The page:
Dumba prepares for first playoffs with mentorship from Leopold

Dumba prepares for first playoffs with mentorship from Leopold

Published Apr. 15, 2015 8:20 p.m. ET

ST. PAUL, Minn. -- As a 23-year-old, Jordan Leopold was making his Stanley Cup playoffs debut with the Calgary Flames in 2004, and he was being watched closely by Matt Dumba, a 9-year-old growing up in Caglary who was captivated by the Flames' playoff run.

Now 20, Dumba is set to make his NHL playoff debut with Leopold, 34, at his side. The two defensemen whose hockey roots are surprisingly linked will be defensive partners when the Minnesota Wild open the playoffs Thursday at St. Louis.

Perhaps its natural Dumba and Leopold would strike a friendship following Leopold's mid-season trade from the Columbus Blue Jackets. Dumba looked up to Leopold long before they shared the same dressing room. Leopold has been watching Dumba, as well, since Leopold grew up in Minnesota and Dumba was a first-round draft pick by the hometown Wild in 2012.


"I think its respect for each other," Leopold said of the connection. "He's a tremendously gifted athlete. He's a good guy. He's got a good head on his shoulders and the sky's the limit. It's just a matter of dialing it in right now and doing things the way we need to do (them) as a team, and of course he's going to be a big part of that."

Together, Dumba and Leopold will try to help each other achieve their goals.

Dumba has counted on Leopold's guidance since the trade deadline on March 2. Leopold, in his ninth trip to the Stanley Cup playoffs, will be trying to get back to the finals after the Flames lost to Tampa Bay in seven games in 2004.

"He's just prepped me for it," Dumba said of Leopold helping him get ready for Thursday. "Just little things on the ice, making hard plays, knowing what to expect, knowing what to expect from St. Louis, just little things like that. So I think I'm prepared for that. I just got to go out and do the work."

The mentorship started almost immediately and the friendship soon followed. The night before leaving for St. Louis, Dumba had dinner at the Leopolds' home.

"He's played well," Leopold said of Dumba. "He's done good things. Sometimes less is more with him and we talk about those things. We talk about mistakes, we talk about things we do well. We talk about things on and off the ice. My son's been involved with a lot of it. It's been nice. He's a good guy to influence on and hopefully it all pays off here in the end."

Dumba befriended Leopold's son, Kyle. While Kyle was on spring break from school, he was around the Minnesota Wild locker room every day. Then it was discovered there was an even 14-year difference between the three. Dumba, the youngest player on the Wild, is closer in age by months to Kyle than Jordan.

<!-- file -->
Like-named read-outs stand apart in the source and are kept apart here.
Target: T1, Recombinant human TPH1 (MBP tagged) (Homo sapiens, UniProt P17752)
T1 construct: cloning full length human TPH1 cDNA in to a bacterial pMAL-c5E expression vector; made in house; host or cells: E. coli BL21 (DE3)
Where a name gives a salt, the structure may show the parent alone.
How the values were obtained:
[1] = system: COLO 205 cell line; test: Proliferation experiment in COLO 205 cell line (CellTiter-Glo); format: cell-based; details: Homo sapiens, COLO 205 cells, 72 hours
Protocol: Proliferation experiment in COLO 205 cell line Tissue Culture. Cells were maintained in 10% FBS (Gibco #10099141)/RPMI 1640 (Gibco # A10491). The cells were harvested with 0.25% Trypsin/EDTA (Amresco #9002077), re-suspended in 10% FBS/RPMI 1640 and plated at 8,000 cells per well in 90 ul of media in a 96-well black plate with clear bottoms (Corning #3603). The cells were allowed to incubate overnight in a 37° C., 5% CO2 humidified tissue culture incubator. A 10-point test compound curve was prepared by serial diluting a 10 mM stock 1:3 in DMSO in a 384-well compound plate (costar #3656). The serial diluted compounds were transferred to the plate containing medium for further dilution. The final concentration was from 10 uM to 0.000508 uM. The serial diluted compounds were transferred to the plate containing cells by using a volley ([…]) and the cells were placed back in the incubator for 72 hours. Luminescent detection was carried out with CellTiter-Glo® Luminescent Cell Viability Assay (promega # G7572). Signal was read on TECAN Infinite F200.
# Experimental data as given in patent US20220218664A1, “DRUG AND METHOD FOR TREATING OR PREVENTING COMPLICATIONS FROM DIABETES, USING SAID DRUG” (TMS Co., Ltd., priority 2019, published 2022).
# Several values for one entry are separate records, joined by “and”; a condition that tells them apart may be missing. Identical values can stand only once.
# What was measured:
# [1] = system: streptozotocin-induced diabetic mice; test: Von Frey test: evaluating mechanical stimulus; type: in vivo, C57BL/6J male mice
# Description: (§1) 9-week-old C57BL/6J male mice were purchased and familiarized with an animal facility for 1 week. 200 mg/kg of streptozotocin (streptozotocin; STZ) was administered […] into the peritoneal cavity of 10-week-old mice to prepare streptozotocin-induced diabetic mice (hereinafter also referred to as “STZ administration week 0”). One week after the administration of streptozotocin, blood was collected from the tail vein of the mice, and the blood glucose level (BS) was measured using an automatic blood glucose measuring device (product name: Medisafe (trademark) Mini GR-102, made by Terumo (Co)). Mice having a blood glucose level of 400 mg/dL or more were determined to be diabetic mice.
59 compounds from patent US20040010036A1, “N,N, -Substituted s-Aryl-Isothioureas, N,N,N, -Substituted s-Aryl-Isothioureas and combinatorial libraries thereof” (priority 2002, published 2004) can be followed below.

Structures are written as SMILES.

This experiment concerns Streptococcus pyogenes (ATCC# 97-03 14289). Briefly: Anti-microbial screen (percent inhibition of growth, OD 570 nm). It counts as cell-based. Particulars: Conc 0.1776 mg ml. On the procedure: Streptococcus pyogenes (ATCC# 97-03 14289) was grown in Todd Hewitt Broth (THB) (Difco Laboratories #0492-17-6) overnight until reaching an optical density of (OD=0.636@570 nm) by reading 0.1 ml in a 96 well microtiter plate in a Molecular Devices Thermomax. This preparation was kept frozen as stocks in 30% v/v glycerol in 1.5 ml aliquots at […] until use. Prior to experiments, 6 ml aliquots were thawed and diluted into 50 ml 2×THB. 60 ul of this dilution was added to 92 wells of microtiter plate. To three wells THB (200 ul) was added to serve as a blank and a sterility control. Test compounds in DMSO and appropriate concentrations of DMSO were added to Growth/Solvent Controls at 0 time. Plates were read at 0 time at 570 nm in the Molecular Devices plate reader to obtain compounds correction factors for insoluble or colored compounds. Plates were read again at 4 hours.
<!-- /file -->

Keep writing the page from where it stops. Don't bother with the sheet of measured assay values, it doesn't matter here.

"I thought that was crazy just thinking about it," Dumba said. "We all seem to be really good buddies. It's funny. We have a lot of fun, for sure."

Kyle will even send notes or pictures along to Dumba.

"They're enjoying it," Jordan said of the connection. "I'm enjoying it. It's a good relationship. It's healthy. It's something that bonds us as we move forward. The bond tightens and strengthens and I'm always right there for him to guide him, whatever it may be."

Leopold's mentorship will include helping the young Dumba channel his enthusiasm as he heads to his first playoff game.

In his first full season with the Wild, Dumba has made a big impact with eight goals and eight assists. He's also learned to settle into Minnesota's system while still playing an aggressive style.

"What I would like for him is to start the playoffs (and) play at the same gear," head coach Mike Yeo said of Dumba. "This was kind of the message to him that last week of the season. I felt like there were a couple games where he was starting to go back to some of the things he was doing earlier in the year where he was trying to win the game for us and make the greatest play every time he was touching the puck.

"I thought the last couple games he really settled in and did a better job of that. Obviously you want to have an impact, you want to make a difference, but you have to let the game unfold so to speak a little bit, too."

Yeo knows the emotion and intensity will only pick up for Dumba in the playoffs. Dumba said in the past he's been able to focus his energy in a positive manner. In 20 playoff games in junior hockey, Dumba had four goals and two assists to go with 38 penalty minutes.

But this will be Dumba's first playoffs in the NHL. The kid who watched while growing up in Calgary is now a part of the big stage next to his defensive partner and mentor.

"He'll be fine," Leopold said. "Been working with him a little bit. It's an exciting time for all of us, even him. To play cool under pressure is a big thing and he's going to be excited. He's going to be jacked up. This is a great opportunity for him, for all of us. He's definitely capable of being in this position and he'll do just fine. It's just a matter of all of us coming together and having the chemistry and doing things right at the right time."

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